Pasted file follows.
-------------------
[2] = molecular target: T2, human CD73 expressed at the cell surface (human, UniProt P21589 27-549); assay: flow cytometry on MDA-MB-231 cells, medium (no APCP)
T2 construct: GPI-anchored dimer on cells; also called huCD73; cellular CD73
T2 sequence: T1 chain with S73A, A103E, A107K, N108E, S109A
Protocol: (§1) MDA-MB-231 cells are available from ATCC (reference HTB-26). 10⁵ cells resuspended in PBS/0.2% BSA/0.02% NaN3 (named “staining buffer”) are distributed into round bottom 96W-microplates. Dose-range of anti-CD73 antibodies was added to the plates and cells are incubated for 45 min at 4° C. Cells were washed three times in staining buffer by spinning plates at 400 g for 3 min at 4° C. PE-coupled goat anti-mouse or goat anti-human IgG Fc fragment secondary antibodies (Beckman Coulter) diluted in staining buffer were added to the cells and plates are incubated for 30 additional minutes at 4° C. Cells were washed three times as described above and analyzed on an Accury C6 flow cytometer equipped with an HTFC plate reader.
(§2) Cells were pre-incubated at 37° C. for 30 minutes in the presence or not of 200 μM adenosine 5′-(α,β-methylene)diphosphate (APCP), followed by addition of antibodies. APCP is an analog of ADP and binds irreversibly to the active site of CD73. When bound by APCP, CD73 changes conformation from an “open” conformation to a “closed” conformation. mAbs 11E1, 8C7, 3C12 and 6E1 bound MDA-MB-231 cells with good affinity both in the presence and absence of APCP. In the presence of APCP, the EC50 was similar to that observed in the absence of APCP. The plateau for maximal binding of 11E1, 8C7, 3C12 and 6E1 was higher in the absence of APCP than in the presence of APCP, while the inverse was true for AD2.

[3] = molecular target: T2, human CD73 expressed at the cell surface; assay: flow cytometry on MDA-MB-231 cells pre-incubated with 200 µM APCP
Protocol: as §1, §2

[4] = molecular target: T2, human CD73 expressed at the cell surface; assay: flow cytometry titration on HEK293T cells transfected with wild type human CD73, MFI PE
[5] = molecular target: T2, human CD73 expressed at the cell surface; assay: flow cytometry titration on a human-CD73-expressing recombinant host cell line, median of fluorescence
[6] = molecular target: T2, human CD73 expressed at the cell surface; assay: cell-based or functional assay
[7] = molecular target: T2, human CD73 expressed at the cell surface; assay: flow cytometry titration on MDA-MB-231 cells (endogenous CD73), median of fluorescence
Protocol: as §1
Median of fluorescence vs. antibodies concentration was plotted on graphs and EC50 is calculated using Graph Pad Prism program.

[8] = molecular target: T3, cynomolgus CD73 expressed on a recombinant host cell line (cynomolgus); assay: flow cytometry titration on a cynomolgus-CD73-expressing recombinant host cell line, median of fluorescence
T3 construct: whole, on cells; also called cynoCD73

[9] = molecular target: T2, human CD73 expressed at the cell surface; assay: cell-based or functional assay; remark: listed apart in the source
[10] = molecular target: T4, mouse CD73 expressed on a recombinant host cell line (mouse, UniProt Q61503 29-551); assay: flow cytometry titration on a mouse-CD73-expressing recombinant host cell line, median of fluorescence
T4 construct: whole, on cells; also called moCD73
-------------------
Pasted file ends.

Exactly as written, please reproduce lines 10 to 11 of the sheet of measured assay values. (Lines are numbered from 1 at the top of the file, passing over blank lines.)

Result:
[6] = molecular target: T2, human CD73 expressed at the cell surface; assay: cell-based or functional assay
[7] = molecular target: T2, human CD73 expressed at the cell surface; assay: flow cytometry titration on MDA-MB-231 cells (endogenous CD73), median of fluorescence